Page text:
This fall season, the great attraction for 8,000’er climbers was the opening of the two Tibetan peaks to foreign climbers, Cho Oyu and Shishapangma. But outfitting companies are despairing and clients’ enthusiasm is fading. The permits have not arrived.
Garret Madison and Lukas Furtenbach have canceled their planned expeditions for Cho Oyu. Nepal-based companies are still waiting, but their clients are running out of patience.
Nepali outfitters still hopeful
“Our application was approved but the permit is not yet out. We hope to get the permits soon but it is delayed, so some members for Cho Oyu want to cancel their expedition this year,” Mingma G of Imagine Nepal told ExplorersWeb.
“China is issuing commercial climbing permits for the first time to foreigners after Covid, so they may have changes to some rules and regulations. It is taking a bit longer time than expected but we are optimistic,” Mingma G continued.
This spring, Climbalaya Treks & Expeditions was the only company that obtained permits for Cho Oyu and Shishapangma. Partnering with Seven Summit Treks, they led Kristin Harila, Viridiana Alvarez, Sophie Lavaud, and a small group of sherpa climbers (including Tenjen Sherpa) to the Tibetan peaks. This year, they are keeping their planned expeditions to Cho Oyu and Shishapangma open. “No teams have received permits so we are all waiting,” they confirmed to ExplorersWeb.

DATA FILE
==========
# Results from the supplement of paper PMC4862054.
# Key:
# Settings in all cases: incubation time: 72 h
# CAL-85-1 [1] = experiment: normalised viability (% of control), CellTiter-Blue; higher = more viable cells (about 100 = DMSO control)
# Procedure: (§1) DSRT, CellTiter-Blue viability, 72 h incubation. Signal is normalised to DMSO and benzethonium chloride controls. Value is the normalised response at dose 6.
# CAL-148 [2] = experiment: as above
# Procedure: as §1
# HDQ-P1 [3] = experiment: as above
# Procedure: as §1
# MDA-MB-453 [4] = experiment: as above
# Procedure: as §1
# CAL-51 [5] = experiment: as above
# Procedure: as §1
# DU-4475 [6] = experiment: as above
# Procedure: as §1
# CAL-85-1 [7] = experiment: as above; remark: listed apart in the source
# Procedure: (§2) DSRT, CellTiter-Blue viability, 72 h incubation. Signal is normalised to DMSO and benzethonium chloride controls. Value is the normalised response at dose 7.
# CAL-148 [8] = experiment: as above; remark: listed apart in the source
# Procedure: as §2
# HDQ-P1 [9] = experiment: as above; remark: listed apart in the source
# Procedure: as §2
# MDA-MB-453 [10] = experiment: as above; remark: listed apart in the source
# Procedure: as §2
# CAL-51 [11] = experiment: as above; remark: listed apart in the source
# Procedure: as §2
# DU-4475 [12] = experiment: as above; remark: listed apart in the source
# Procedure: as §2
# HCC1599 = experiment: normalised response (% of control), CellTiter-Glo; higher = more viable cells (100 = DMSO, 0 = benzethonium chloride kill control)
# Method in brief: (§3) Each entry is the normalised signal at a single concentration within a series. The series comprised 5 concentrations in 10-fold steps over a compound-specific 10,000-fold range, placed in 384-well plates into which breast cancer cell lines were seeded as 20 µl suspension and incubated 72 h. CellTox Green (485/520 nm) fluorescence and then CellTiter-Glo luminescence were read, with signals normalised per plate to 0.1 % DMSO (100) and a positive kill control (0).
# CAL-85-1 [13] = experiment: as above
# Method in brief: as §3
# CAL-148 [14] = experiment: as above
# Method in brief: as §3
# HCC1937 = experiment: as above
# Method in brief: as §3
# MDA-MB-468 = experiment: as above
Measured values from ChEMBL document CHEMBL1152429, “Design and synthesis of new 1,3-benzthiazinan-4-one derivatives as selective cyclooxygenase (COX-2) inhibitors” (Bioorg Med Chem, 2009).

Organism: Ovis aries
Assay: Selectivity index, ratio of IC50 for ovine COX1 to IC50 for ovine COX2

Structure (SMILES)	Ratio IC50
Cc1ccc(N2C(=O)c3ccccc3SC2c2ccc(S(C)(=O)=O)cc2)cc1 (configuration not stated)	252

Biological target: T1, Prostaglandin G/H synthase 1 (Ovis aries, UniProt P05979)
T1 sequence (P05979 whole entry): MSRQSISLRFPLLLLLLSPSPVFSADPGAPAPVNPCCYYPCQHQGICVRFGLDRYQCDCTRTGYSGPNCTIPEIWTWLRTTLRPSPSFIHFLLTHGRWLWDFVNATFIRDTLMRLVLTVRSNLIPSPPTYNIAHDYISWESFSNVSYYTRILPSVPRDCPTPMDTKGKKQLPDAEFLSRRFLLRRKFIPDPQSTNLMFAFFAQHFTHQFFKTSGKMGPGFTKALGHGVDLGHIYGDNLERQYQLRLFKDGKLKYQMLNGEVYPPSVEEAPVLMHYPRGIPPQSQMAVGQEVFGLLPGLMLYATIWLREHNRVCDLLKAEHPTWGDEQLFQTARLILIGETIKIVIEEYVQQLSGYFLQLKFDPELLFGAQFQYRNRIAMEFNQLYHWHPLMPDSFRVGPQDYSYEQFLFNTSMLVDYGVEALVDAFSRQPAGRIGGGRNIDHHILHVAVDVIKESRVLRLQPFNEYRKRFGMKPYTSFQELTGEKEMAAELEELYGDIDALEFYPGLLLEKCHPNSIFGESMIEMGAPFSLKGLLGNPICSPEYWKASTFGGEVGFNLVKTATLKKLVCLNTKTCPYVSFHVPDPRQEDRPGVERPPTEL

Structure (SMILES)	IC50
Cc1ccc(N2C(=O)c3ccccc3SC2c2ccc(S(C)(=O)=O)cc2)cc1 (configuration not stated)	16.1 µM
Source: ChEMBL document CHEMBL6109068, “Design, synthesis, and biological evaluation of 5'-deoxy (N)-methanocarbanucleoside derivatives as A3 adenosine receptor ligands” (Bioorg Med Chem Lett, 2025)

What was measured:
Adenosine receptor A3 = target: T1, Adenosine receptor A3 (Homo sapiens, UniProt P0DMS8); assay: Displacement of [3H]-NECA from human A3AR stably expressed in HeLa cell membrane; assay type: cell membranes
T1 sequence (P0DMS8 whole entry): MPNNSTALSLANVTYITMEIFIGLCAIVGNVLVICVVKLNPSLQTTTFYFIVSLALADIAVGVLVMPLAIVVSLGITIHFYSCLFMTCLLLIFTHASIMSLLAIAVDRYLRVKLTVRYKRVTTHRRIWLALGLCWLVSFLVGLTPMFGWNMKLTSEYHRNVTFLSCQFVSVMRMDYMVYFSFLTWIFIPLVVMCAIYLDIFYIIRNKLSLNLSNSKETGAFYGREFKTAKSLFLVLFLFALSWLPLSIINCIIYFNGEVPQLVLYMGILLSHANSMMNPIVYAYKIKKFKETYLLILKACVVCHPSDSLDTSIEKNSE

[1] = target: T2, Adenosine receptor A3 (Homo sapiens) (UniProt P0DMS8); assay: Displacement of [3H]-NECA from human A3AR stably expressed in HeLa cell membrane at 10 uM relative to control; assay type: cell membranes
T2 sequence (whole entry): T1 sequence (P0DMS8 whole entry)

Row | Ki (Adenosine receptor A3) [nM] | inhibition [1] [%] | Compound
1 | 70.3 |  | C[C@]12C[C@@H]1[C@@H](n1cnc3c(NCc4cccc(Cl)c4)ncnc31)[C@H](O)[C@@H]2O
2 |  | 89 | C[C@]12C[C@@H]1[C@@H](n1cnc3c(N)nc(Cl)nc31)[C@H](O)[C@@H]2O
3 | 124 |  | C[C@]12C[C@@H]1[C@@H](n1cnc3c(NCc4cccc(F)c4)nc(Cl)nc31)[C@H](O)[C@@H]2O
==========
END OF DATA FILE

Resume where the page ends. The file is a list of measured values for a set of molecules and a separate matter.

The 8K Expeditions team is also in waiting mode. “If we don’t get permission for Cho Oyu and Shishapangma then I think we will postpone our expedition,” owner Lakpa Sherpa told ExplorersWeb.
Manaslu is plan B
Meanwhile, Lukas Furtenbach decided not to wait any longer. “We estimated that the expedition would start too late in terms of seizing the perfect period in the season weather-wise,” he explained.
Madison Mountaineering made the same call. “Because of the uncertainty surrounding if or when Tibet may open, we’ve pivoted and are heading to Manaslu with a small, strong team instead,” they posted on social media.
The consequence will be more climbers flocking to Manaslu, which has been the most popular 8,000’er for the fall season since China/Tibet closed.
Manaslu is also a peak many climbers are “repeating” to reach the true summit. Most recent expeditions did not reach the real summit until drone footage in 2021 categorically confirmed the location. You can check out footage from the real summit below:
Manaslu expeditions are already on the go. The first teams, including from Climbalaya Treks & Expeditions, are approaching the mountain.
As for Tibet, the next question is whether the uncertain situation will extend to spring 2024 and impact climbers hoping to climb a less crowded Everest. We’ll also have to wait and see.
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